Colorbond, steel roofs

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spicyayam

Well-Known Member
Jan 12, 2009
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We are thinking our tiled roof with steel. We have problems every rainy season with leaks.

We fix one leak and then get another the next time there is a heavy rain.

So we are thinking of changing to a steel roof. Colorbond is a popular brand in Australia which is available here, but does anyone know of any other brands available?
 

JackStraw

Well-Known Member
Mar 14, 2017
431
265
63
We are thinking our tiled roof with steel. We have problems every rainy season with leaks.

We fix one leak and then get another the next time there is a heavy rain.

So we are thinking of changing to a steel roof. Colorbond is a popular brand in Australia which is available here, but does anyone know of any other brands available?

I would be quite curious to know what your current roof consists of in terms of tiles and the general shape of the roof. Would you care to share any photos or am I out of line?
 

Juggler

Active Member
Jun 20, 2018
219
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I have suggested to mates who are builders here to change ours to colorbond. I get the same answer each time ....noise when it rains and condesation issues.
Dont know about you but i liked our caravaning trips when younger
On a plus side we have had (and prob still do) dry wood termites in the ceiling support beams. We have had a barrier and roof treatment completed however steel supports and tin roof seems very appealig to me then the termites can go hungry..
let me kow how you go as I am keen for the same
cheers
 
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JackStraw

Well-Known Member
Mar 14, 2017
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Also, I would imagine anything metal in the tropics is just a nightmare due to the humidity...wouldn't a steel roof rust extremely quick? My friend brought his super titanium alloy or whatever it is called bicycle over from Italy. He had that thing sitting in his attic over there for over 10 years and looked brand new when it came to Bali.

2 years later the thing is all messed up due to the humidity.

If I'm wrong, please let me know. I'm very curious about this topic as well
 
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Populaire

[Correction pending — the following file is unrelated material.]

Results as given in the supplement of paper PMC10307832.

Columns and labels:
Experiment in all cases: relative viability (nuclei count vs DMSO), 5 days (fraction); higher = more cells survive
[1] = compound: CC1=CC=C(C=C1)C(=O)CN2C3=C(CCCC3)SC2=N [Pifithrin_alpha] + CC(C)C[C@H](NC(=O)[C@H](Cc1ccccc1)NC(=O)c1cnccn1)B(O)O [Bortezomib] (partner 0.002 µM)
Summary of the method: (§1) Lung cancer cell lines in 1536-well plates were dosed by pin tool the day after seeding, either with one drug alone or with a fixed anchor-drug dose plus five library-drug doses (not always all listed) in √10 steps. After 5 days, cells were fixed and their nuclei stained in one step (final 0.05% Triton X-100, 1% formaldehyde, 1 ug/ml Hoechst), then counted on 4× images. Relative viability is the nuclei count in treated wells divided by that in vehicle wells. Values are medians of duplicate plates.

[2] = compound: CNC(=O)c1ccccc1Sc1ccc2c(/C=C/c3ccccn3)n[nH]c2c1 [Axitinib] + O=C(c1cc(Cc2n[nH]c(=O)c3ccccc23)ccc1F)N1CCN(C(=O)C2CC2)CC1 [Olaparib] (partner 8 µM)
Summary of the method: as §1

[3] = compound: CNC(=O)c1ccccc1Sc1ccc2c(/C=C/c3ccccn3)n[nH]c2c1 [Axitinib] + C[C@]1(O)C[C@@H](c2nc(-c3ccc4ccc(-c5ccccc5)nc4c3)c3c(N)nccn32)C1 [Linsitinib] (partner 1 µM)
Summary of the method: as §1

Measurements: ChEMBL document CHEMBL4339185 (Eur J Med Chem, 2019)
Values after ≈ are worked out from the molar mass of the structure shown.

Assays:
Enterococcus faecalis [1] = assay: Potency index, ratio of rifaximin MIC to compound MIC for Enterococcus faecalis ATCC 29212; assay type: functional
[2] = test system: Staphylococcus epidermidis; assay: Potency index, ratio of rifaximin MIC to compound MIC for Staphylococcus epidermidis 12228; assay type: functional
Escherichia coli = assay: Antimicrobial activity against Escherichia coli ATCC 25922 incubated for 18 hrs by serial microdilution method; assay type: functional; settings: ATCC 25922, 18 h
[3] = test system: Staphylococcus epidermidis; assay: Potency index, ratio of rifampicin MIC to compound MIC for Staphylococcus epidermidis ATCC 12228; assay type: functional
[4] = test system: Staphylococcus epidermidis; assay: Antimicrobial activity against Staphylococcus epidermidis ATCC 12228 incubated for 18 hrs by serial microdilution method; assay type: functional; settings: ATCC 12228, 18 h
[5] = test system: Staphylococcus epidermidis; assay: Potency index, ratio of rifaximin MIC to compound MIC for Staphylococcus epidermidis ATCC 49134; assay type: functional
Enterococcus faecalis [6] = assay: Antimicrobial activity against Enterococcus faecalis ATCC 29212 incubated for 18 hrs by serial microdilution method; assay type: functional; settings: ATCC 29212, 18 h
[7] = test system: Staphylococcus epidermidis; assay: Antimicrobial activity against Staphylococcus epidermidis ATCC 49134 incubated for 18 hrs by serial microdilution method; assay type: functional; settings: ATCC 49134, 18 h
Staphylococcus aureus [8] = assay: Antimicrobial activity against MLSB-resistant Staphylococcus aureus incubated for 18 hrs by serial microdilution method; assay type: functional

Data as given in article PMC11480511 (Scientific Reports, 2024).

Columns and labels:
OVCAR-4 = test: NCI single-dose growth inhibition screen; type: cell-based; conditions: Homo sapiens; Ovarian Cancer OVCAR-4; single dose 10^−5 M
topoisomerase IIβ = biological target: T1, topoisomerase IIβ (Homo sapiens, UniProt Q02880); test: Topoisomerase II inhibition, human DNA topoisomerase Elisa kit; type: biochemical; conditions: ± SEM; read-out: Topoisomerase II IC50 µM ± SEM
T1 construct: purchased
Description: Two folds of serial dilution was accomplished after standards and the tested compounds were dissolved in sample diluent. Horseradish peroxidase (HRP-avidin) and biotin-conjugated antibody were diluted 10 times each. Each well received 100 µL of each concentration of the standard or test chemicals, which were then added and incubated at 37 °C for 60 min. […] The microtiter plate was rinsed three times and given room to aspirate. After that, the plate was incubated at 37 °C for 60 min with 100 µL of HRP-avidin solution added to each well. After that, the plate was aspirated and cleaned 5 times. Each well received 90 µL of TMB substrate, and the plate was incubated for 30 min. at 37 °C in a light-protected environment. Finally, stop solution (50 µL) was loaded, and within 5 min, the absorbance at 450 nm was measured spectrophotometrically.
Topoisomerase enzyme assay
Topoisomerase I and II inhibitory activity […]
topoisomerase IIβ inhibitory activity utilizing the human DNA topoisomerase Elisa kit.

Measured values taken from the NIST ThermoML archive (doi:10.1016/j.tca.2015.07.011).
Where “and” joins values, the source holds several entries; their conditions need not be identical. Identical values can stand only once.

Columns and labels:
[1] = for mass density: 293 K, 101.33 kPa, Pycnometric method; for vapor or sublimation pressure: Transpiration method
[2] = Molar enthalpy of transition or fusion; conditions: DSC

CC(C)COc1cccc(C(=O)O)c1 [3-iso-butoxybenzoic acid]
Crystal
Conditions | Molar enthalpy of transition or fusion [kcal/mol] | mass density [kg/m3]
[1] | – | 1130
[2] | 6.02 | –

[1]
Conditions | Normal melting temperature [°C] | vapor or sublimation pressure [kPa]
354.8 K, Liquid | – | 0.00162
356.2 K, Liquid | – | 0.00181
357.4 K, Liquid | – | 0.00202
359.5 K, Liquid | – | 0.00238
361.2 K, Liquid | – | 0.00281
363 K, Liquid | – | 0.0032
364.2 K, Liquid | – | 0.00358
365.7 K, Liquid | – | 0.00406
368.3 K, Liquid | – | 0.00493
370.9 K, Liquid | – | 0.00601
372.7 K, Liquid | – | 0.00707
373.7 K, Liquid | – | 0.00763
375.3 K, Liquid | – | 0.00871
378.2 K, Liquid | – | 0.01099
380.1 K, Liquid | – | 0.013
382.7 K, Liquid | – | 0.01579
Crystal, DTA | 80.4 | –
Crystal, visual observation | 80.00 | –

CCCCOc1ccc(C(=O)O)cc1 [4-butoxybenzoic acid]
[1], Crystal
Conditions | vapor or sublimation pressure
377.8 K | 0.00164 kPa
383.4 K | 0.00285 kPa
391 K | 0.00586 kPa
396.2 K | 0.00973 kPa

Member
Jun 22, 2011
71
6
8
Bali
www.populaire.com
Hi Spicy,

Colorbond is a sound option, and insulated well, the issue of the sound of rain is negligible. You definitely want to employ their Cliplock (Kliplok) system that ensures the sheets aren’t screwed down. Watch the installers carefully while they’re installing the ridge capping (nok) - as some workers often recklessly cut it. Ask them in advance what they’re planning on doing with the ridge caps - if the pitch is adequate, there’s no need to “notch out” the ridge caps.

It’s not the cheapest option, but done properly it’s a good rooftop system.

Not sure if his number’s changed - but Lukas should be able to provide you with a quote: 0852 31596672. Otherwise you can Google Lysaght Indonesia.

All the best,

Populaire
 
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Fred2

Well-Known Member
Oct 13, 2010
1,163
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Surabaya/Australia
Spicyayam Check the overlap of you tiles. I had all the tiles removed, (Tinfoil) ? fitted then made a jig so they put the battens & tiles on with the correct gap, had to put 3 extra rows of tiles on. no leaks
 

spicyayam

Well-Known Member
Jan 12, 2009
3,548
301
83
Spicyayam Check the overlap of you tiles. I had all the tiles removed, (Tinfoil) ? fitted then made a jig so they put the battens & tiles on with the correct gap, had to put 3 extra rows of tiles on. no leaks

Yes, that was what the tukang was saying today who checked our roof. My wife seems to think changing to steel will solve all the problems we are having.
 
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Fred2

Well-Known Member
Oct 13, 2010
1,163
76
48
Surabaya/Australia
The only way to fix a tile roof in Indonesia is to pull up all the tiles and start again. Put a layer of Sarking(about 1 mill a roll) down with a good overlap, space the battens correctly and you will never have anymore leaks. I would stick with tiles
 

Populaire

Member
Jun 22, 2011
71
6
8
Bali
www.populaire.com
The only way to fix a tile roof in Indonesia is to pull up all the tiles and start again. Put a layer of Sarking(about 1 mill a roll) down with a good overlap, space the battens correctly and you will never have anymore leaks. I would stick with tiles

Agree with Fred, where tiles are possible, definitely a better option.

All the best,

Populaire
 

Nathan

New Member
May 15, 2016
1
1
3
10+ years of dealing with a dodgy pejaten tile roof in Bali. I have tiles from probably 100+ different manufacturers, slightly different sizes and warps, if you dare step on one wrong, it cracks and breaks, oh what a nightmare. I basically do not allow any tukangs to get on the roof if not an emergency as they will crack tiles and not know or not say anything, I just go up myself and spider walk around the roof fixing things. Have had minimal leaks last 3-4 years, but it is a house of cards up there. Without a shadow of a doubt, if you go tiles: